Still, he comes out of the gate blasting, and basically picks up pieces from his earlier Marvel work, as can be seen in the conclusion of the White Tiger arc and the introduction of Brother Power and Sister Sun, which (finally) concludes the Flash Thompson/Sha-Shan subplot by bumping it up to the main story.
These two issues sandwich an awkward drawer story/fill-in by Chris Claremont with OK interior art by veteran inker Jim Mooney. Aside from adding another writer’s credit to the book’s first dozen issues, it delivers little and feels immediately forgettable, which is a shame, because you’re getting Claremont as he rose to prominence. (We’ll have to check out the Claremont/Byrne Marvel Team-Up issues for a better sense of how the X-scribe would handle Spidey on the regular.)
So, here’s the rub, dear readers — these first 15 issues of PPSSM are painfully mediocre, amazing art aside. Mantlo is clearly still trying to get his bearings, probably being shunted onto the book with little prep time. Sal’s art continues to save the day, but it becomes a really tough slog — the new villains introduced feel like low-rent Gibbon knock-offs (see Razorback) or ham-fisted plot devices, like Brother Power.
Again, Mantlo is solid — he gets you from Point A to Point B, but he also tends to devolve into the melodramatic and while he sometimes busts out a literary flair, he often spirals into the absurd and confusing. Take the “reveal” in the later issues that Hate Monger is the big bad. At first blush, this seemed kind of cool — but then Mantlo doubles-down and reveals, bizarrely, that it wasn’t Hate Monger at all, but someone named Man-Beast. It falls flat, and waters down the kind of cool moment earlier.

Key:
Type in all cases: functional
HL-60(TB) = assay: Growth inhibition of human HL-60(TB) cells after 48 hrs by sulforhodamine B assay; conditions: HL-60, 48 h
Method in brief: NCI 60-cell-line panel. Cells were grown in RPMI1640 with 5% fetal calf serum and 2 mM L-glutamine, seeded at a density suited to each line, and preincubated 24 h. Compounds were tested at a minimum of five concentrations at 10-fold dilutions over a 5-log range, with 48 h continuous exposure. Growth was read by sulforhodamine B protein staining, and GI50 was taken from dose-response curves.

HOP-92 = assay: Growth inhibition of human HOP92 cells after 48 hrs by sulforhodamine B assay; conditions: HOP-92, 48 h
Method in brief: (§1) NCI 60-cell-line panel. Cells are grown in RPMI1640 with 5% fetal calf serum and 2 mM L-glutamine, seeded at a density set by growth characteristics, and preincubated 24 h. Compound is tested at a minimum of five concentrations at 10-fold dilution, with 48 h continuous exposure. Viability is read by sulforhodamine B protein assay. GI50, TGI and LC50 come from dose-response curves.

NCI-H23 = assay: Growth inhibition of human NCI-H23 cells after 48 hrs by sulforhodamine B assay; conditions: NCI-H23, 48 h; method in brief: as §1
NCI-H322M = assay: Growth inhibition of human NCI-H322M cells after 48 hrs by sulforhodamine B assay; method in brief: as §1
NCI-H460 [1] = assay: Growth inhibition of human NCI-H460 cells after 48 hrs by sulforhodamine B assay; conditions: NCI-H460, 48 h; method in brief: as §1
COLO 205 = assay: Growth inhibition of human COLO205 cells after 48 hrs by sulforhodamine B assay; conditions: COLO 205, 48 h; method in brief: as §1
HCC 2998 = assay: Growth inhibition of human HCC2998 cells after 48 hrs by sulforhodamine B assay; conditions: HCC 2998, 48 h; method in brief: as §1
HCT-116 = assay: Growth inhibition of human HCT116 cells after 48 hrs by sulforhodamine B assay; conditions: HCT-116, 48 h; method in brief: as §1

The writing doesn’t feel ready for prime time, and since the series can’t make any meaningful changes to Pete’s status quo, we’re left rudderless. Because, let’s be frank: Sometimes the saving grace of a Spidey comic isn’t what Spidey does in costume, it’s the drama of his personal life — dating, caring for Aunt May, money problems. These are the things that keep us coming back. It’s the crux of the character. But if that’s gone — and our sole focus is on the tights and action, then those things better damn well hold up, and they don’t here.
So, where does it leave us? I made a deal with myself that if I ever got bored, I’d pull the pin. Well, I’m not bored — but I’m definitely not as engaged with these issues, and the future looks a bit rudderless, too, with Elliot S. Maggin stepping in for an issue before Mantlo takes the wheel again. My hope is things stabilize and Mantlo is allowed to really cut loose, because that — plus Sal’s art — can save the book in my view.
Fingers crossed. I honestly have very little recollection of these issues, so it feels like I’m reading them for the first time.
A couple more thoughts:
— Winner of funniest/lamest story title? “Killing Me Softly…With His Hate!”
— Next week, we swing back over to Amazing, as Marv Wolfman takes hold of the web-shooters.
MORE From THE SPIDER’S WEB
— GREEN GOBLIN III: Len Wein’s Crowning SPIDER-MAN Moment. Click here.
— For the Complete THE SPIDER’S WEB Index of Features. Click here.